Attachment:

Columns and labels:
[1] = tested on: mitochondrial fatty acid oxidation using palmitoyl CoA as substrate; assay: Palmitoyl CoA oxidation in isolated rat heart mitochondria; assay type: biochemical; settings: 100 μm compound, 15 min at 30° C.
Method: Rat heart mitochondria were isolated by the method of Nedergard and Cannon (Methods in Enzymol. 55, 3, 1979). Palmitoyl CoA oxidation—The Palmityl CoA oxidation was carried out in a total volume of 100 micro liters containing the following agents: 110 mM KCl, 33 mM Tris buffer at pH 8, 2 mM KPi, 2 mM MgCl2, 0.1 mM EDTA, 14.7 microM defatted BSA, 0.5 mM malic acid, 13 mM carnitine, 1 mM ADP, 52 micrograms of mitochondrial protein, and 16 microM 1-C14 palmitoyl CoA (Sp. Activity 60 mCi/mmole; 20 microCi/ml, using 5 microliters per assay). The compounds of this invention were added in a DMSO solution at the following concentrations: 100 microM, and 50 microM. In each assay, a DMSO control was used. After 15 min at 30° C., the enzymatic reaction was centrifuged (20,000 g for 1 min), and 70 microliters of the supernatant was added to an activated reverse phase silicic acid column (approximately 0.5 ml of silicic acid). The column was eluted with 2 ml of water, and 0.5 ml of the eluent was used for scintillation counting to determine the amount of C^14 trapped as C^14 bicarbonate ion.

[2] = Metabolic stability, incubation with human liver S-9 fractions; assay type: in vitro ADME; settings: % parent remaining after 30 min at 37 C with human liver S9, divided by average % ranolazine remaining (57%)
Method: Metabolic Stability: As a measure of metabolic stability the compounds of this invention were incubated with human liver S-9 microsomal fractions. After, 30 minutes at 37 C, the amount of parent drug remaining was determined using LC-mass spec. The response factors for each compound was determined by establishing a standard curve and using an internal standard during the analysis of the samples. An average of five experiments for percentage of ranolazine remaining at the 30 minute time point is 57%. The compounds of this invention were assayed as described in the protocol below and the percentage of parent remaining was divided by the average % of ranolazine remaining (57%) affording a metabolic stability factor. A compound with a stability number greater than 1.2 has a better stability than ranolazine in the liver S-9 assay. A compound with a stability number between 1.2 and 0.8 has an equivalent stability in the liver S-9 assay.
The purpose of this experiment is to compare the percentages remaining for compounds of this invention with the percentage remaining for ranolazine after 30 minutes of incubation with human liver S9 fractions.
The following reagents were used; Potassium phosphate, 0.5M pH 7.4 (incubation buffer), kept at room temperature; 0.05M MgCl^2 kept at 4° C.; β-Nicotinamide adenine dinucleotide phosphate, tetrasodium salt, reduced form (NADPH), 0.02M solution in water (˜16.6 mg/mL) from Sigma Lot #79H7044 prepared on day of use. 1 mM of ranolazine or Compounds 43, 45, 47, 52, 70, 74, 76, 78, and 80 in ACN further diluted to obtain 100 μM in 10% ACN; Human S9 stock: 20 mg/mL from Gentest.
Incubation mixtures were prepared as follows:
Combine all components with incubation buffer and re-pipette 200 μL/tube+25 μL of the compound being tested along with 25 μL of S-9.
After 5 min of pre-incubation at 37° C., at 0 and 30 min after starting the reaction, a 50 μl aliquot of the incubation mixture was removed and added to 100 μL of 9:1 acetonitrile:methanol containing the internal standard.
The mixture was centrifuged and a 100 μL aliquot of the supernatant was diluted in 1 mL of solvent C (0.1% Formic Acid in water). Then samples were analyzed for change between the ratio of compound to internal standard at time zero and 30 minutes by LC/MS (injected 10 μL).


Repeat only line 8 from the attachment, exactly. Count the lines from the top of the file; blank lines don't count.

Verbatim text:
Incubation mixtures were prepared as follows: